To break through these often unconscious and undiscussed mechanisms, she believes a degree of modesty and extreme curiosity are needed. ‘Curiosity in particular should be rewarded when it comes to evaluating creativity. But we white people have trouble understanding and discussing how our own whiteness as the dominant norm obscures our view. As underlined by Boston-Mammah, referencing the sociologist Ruth Frankenberg, whiteness is the “unmarked marker”. For centuries, this whiteness has been skilfully and carefully concealed on the one hand and upheld as superior on the other. This is deeply rooted in all kinds of patterns in our “cultural archive”, as Emeritus Professor of Gender and Ethnicity Gloria Wekker describes in Witte Onschuld (2018). More and more white people are aware of this, but it remains a sensitive subject and provokes a lot of anger and shame. This is also known as “white fragility” (Robin DiAngelo). The slowness of the process of recognising these mechanisms is problematic, because the public money that is spent in the cultural sector still – despite increased attention and a little more awareness – goes to a group of people who do not reflect society from a demographic point of view. Yet it is everyone’s tax money. When it is said that talent is something that we must take care of together, as the curators of the ‘Common Inn’ suggest, we need to discuss and dissect the white patriarchal success model. But an open call in which participants have to pay their own money in order to be able to show their work does not, in my opinion, fit in with the ideas of the commons. As far as I’m concerned, this is just another perpetuation of the system.’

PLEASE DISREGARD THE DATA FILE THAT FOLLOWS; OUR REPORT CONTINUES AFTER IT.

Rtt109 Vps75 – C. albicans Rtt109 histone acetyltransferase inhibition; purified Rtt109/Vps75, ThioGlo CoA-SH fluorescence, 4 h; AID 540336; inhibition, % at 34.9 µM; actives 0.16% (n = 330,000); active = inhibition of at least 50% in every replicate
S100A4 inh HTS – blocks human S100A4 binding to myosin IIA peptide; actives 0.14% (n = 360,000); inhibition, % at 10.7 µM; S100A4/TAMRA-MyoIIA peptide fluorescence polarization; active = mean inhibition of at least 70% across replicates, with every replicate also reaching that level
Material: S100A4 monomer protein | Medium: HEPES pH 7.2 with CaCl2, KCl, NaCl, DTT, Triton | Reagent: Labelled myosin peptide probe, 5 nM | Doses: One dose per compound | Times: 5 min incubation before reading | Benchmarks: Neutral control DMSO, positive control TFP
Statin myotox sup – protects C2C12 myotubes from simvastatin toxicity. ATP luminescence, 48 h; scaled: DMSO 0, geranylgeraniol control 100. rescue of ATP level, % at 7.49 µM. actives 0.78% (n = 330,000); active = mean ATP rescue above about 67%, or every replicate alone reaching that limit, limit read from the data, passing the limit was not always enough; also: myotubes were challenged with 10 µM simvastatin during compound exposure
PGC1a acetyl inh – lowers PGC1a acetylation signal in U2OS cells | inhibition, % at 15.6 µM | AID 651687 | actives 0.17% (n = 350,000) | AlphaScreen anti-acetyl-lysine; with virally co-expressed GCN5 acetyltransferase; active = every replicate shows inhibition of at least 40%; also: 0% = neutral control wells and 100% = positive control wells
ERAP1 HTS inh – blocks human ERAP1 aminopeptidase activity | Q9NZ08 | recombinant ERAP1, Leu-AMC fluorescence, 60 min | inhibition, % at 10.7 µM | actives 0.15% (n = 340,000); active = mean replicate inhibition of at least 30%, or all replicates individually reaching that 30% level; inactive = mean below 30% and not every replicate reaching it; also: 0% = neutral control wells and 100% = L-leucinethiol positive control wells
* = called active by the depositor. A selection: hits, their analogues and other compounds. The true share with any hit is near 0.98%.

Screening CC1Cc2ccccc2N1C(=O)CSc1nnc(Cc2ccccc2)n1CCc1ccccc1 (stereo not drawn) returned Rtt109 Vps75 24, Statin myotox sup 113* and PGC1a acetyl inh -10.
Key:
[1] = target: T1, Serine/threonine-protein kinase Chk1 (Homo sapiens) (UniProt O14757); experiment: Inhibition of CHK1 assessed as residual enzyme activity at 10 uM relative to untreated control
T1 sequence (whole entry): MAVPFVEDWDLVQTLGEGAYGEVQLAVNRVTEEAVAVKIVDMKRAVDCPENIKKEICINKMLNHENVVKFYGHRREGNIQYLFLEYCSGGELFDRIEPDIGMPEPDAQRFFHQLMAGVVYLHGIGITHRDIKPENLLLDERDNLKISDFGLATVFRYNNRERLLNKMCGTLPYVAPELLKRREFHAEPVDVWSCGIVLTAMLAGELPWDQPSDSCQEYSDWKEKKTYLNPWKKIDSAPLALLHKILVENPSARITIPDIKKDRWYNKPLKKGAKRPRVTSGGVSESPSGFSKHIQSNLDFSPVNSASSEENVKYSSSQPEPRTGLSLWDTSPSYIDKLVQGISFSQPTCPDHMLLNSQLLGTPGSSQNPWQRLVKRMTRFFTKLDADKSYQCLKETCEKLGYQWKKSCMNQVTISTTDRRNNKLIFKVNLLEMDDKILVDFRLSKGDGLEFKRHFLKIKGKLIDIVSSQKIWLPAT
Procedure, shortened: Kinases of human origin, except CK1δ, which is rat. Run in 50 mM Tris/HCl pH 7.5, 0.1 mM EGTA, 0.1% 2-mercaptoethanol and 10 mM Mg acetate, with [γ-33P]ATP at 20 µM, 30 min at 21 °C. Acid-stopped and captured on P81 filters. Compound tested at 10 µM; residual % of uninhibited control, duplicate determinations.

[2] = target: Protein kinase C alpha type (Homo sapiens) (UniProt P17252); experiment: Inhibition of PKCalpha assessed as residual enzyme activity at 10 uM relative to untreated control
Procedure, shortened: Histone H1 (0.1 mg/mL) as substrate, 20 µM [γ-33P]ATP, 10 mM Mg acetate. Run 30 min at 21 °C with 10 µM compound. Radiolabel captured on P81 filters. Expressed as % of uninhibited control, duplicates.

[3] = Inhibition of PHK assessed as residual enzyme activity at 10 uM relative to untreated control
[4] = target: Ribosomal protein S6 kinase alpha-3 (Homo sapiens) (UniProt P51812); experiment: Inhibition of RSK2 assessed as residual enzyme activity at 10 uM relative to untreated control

According to Te Velde, the same preconceptions play a role in product design, her own area of expertise. ‘It is a field in which the idea of renewal, innovation and young designers as agents of change predominates. It’s a very destructive model. In general, the design world is rather depoliticised. This comes as no surprise, since its origins lie in industry. In addition, the design canon is not only very white, but it has always been very middle and upper class. There are still lots of designers working on subjects that make me think: what a luxury that you can be busy with something like that! And also: just how small must your world be?’

Open to Real Change

The most important appeal that Te Velde would like to make is, on the one hand, that we consider the limitations of the competitive, precarious success model and, on the other, to examine white privilege and the (preliminary) judgemental attitudes that arise from it in order to adjust our definition of what talent is and who is talented.

‘We often lack the willingness and sensitivity to speak honestly and openly about these issues. Opening up this discussion means relinquishing control and power. We need new definitions and criteria. But why would the “gatekeepers” even consider this? They feel very comfortable and at home. They’d rather play with a “superlative selection” of new talent than – ironically enough – nurture real innovation. Naturally I hope that this remark will be taken as encouragement to do so!’

Interview: Lotte Haagsma